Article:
post #15 of 105
Quote:
Originally Posted by savithny View Post
I agree with the others. My life experience makes me disagree pretty strongly with Kohn. You don't have to Good Job kids to death, running life on a reward system taht makes all motivation extrinsic surely can be a problem -- but there is nothing wrong with judicious praising. I try not to overpraise, but when my child achieves something big for him/her, we celebrate together and I let the kid know I'm excited for them.
Same here. My parents didn't praise me -- I had no idea, for example, that my mother thought I was any good at art when I was a kid until I was about 35, when she suddenly presented me with a framed watercolor I'd done when I was in elementary school. While I did feel that I was loved, I didn't feel that any of my accomplishments were valued, which I found demoralizing.

I will say that I feel this upbringing contributed to my strength and independence of thought as an adult. However, I really think there has to be a better way, and I think it's not very authentic to stop yourself from expressing delight and joy at your child's achievements.
post #16 of 105
My mother seemed to only praise near perfection, and even then, she would look for flaws. "You got an A-. Why wasn't it an A+?" She also pulled me out of anything I couldn't immediately do perfectly, such as saying, when I was 7, "Why don't we stop ballet lessons? Dance is just not your strong suit" or something like that. Maybe she meant well -- every kid excels at different things, etc. -- but it hurt. Badly. So now I'm a perfectionist and I never want to try anything unless I know I can do it perfectly. With my DD, I don't "good job" every little thing, but when there are particular successes that seem important to her, I do celebrate them with her. I could never go the Kohn route. I'm thrilled when 2-year-old DD echoes me in a pep talk or in celebration, saying, "I feel so PWOUD!"
post #17 of 105
I wasn't often praised in the traditional sense. They told me specific things like they were proud of how well I did on a test or something, but I didn't get a lot of "good jobs." When I was a kid, it kind of peeved me. I'd whine for recognition... "did you see how well I did in the game?" "did you know I got an A"? And they'd acknowledge it in a way that I knew that they were proud of me for just existing and they'd be no less proud if I got a B than an A. As a kid, I wanted the "good jobs" but now I'm glad I didn't hear it all the time. I'm very internally motivated and I don't beat myself up if I come in second place if I know I did my best, you know? I wish I could articulate it better than that, because I think they did a great job with that aspect of my upbringing. They totally supported me but also let me know that my achievements weren't why they loved me at all.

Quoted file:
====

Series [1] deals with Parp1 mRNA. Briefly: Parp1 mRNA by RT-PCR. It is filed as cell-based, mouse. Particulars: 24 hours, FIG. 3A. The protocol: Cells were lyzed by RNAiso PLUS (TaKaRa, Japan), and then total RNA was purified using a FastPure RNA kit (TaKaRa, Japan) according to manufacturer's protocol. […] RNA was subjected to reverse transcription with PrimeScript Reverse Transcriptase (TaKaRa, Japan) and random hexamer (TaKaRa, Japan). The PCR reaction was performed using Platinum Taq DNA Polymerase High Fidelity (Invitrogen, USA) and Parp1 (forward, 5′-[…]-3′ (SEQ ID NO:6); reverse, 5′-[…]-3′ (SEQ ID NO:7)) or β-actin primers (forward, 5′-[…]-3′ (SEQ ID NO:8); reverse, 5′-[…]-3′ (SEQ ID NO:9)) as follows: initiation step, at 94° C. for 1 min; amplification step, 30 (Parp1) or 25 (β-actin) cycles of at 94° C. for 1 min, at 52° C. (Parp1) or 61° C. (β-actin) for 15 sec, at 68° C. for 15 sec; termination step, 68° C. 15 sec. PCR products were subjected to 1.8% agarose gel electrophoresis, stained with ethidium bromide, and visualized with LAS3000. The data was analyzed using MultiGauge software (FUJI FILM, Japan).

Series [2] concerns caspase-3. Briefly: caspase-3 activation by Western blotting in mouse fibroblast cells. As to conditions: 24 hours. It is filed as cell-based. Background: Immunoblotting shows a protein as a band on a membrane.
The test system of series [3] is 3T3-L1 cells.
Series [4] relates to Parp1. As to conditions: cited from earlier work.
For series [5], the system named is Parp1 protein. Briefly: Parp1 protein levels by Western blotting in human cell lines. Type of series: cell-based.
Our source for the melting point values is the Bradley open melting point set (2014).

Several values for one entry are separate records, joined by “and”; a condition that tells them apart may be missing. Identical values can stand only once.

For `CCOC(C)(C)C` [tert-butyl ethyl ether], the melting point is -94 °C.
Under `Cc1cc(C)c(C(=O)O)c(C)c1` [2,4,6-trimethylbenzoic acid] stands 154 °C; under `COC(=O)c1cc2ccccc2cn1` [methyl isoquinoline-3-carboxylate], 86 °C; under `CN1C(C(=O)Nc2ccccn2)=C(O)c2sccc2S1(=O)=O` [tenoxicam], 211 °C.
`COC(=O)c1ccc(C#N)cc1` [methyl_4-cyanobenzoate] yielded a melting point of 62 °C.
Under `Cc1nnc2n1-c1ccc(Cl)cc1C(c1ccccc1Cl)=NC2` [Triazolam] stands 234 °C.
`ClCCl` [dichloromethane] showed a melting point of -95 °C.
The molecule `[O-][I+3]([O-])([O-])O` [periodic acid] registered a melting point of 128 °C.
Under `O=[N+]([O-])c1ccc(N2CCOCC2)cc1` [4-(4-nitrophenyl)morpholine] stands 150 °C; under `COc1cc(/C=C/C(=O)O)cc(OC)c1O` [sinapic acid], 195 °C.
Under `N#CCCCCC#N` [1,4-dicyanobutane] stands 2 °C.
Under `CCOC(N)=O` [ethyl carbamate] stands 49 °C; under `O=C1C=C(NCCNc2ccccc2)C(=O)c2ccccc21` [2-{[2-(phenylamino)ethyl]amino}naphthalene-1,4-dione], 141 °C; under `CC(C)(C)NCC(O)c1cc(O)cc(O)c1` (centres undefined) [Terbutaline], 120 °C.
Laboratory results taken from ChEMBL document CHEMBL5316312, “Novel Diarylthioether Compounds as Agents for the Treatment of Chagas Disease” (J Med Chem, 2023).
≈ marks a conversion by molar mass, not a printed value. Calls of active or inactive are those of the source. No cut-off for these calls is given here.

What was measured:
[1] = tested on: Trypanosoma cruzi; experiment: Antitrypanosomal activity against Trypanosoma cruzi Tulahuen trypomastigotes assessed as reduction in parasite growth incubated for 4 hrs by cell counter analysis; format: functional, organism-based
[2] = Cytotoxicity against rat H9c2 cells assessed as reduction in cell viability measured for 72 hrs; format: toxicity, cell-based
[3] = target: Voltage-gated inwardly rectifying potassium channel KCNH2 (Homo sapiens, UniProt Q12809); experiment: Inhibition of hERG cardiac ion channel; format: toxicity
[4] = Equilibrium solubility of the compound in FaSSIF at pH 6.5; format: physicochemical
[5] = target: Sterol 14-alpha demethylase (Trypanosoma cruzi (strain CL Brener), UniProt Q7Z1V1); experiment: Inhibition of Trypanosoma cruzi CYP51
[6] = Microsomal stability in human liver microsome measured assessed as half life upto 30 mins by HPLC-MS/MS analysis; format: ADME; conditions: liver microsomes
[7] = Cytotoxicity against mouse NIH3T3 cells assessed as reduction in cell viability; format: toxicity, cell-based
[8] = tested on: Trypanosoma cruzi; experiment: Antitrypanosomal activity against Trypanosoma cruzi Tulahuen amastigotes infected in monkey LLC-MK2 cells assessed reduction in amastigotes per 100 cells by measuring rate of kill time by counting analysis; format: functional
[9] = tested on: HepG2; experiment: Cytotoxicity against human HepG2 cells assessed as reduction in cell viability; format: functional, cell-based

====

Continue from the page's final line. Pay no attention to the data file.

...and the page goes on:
post #18 of 105
I remember feeling like I always caught crap when I goofed up but wasn't recognized for doing well.

I remember mentioning it and being told that they shouldn't have to say anything to get me to do what I was supposed to be doing anyway.

I try to recognize my kids' achievements and strong points (and especially improvements!) without being embarrassing or condescending. Kind of the Faber-Maslich version of praise.
post #19 of 105
Quote:
Originally Posted by sparklefairy View Post
I remember feeling like I always caught crap when I goofed up but wasn't recognized for doing well.

I remember mentioning it and being told that they shouldn't have to say anything to get me to do what I was supposed to be doing anyway.
thats exactly what my dad would say!
post #20 of 105
Quote:
Originally Posted by bettysmom View Post
My mother seemed to only praise near perfection, and even then, she would look for flaws. "You got an A-. Why wasn't it an A+?" She also pulled me out of anything I couldn't immediately do perfectly, such as saying, when I was 7, "Why don't we stop ballet lessons? Dance is just not your strong suit" or something like that. Maybe she meant well -- every kid excels at different things, etc. -- but it hurt. Badly. So now I'm a perfectionist and I never want to try anything unless I know I can do it perfectly. With my DD, I don't "good job" every little thing, but when there are particular successes that seem important to her, I do celebrate them with her. I could never go the Kohn route. I'm thrilled when 2-year-old DD echoes me in a pep talk or in celebration, saying, "I feel so PWOUD!"

This is my dad exactly.

It kind of made my brother and me into perfectionists. Actually my brother struggles a LOT with failure, and has quit probably over 10 jobs now. I'm lucky because I've been with DH since I was 18, and he's very encouraging, but my brother has not been so lucky.